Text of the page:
Calm Garang

In that meeting, Garang sat quietly and listened as the two men; Salva Kiir and Riek Machar criticized him. And even after he was asked to respond, he demurred and instead encouraged others present to raise further criticism. Many more SPLM commanders spoke openly against Garang.

When he finally responded, he repeated several times that he had no intention of arresting Salva Kiir.

Garang told the meeting: “Commander Salva Kiir and I have been together in the movement for 22 years, and have been close friends, and we will continue that way. 22 years of friendship can’t be thrown away by rumours; Commander Salva will be with me now until the end of the interim period and beyond.”

That is how Salva Kiir retained his positions in SPLM/A and finally succeeded Garang in 2005.

But today, he is being accused of the very crimes he accused Garang of. His reaction to any opposition has proved to be less democratic and accommodative and more brutal.

Mabior Garang, the son of the late SPLM leader, Dr John Garang accuses Salva Kiir of causing the current crisis.

He says Salva Kiir has refused to fund a Constitution Review Commission formed 2011 and frustrated efforts to streamline the young nation’s operation.

“By 2014 we are supposed to have a permanent constitution. For this a constitutional review commission was formed and mandated to consult the people of South Sudan on a wide range of issues including how they want to be governed. But the Commission was poorly funded and its mandate expired in 2012 without achieving much,” he said in an interview with The New Vision.

“To me this was an indicator that there will be no national elections and a sign that this government is moving towards a dictatorship,” he said.

He said Salva Kiir has frustrated efforts to transition the SPLM from a liberation movement to a political party.

“President Salva Kiir, frustrated efforts to review the current constitution, rules of procedure and how the national convention would be held.  For instance, in the convention, one of points of contention is the system of voting for the Chairman by show of hands rather than through secret ballot.

“The group of 13 progressive party leaders led by Dr. Machar rejected this among other provisions, because people could be intimidated by security during the voting process. So the document was not passed because after the passing of this document SPLM would then be registered as a political party. So SPLM today has not yet been registered as a political party.”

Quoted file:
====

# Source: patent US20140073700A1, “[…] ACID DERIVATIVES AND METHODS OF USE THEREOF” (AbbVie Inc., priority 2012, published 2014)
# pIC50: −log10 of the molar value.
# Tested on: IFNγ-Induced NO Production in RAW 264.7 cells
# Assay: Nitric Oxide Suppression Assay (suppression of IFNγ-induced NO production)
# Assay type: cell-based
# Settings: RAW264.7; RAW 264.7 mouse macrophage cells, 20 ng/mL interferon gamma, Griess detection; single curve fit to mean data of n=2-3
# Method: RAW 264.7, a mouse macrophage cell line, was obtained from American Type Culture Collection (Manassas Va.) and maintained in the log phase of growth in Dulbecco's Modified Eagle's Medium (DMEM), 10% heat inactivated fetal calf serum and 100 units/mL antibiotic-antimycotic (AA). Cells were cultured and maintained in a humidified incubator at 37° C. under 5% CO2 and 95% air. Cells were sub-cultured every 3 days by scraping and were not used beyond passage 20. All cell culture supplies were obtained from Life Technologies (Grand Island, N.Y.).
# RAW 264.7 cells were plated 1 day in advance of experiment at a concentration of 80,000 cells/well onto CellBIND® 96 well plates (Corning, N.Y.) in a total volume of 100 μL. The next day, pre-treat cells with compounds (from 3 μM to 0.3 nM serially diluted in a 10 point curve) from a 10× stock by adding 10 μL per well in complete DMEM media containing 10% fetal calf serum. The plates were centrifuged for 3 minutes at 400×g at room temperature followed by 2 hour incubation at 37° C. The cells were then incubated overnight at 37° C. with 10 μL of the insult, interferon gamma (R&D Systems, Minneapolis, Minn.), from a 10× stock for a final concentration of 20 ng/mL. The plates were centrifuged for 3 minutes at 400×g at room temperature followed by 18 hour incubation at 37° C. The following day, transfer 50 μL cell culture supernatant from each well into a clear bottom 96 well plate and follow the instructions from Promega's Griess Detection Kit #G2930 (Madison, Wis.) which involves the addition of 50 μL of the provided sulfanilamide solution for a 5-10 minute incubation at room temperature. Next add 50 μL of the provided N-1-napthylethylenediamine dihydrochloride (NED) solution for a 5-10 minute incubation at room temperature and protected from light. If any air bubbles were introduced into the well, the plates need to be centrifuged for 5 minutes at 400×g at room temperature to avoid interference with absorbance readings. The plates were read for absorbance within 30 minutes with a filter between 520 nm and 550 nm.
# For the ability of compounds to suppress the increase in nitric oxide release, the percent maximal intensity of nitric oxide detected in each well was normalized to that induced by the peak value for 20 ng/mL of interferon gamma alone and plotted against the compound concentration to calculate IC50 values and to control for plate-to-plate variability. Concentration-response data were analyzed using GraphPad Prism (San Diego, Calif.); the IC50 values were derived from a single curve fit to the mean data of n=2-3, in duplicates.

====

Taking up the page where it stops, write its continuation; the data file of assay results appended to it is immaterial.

He says Salva Kiir fears to call the party National Convention because he could be unseated by another leader Dr. Riek Machar.

“He knows he will be defeated. If he Chairman Salva Kiir claims that Dr. Riek Machar is the prophet of doom then why not go ahead with the elections?”

Mabior Garang says Dr. Machar had no reason to attempt a coup because he knows he has more support in the SPLM.

Mabior said: “Salva Kiir wanted to foment tribal violence by sacking the vice president. Any lay person in South Sudan would have known that if you sack this person you would foment tribal violence.

“So Salva Kiir has now achieved through this alleged coup what he wanted to achieve through the sacking of the vice president because this draws attention away from the problems, he can now declare martial law and suspend civil liberties.”

Since the fighting broke out on December 15, more than 1,000 people are believed to have been killed and 120,000 others force to flee. At a meeting on December 27, 2013 in the Kenyan capital, Nairobi, the assembly of heads of state of member-states of the Inter-Governmental Authority on Development (IGAD), ordered Salva Kiir and Machar to meet face-to-face by December 31. It did not happen.

That rendered IGAD’s other work at the summit, including its condemnation of “all unconstitutional actions to challenge the constitutional order, democracy and the rule of law and in particularly condemns changing the democratic government of the Republic of South Sudan through use of force” largely redundant. What they needed to do possibly is to nudge Salva Kiir to provide more democratic leadership for the world’s youngest nation.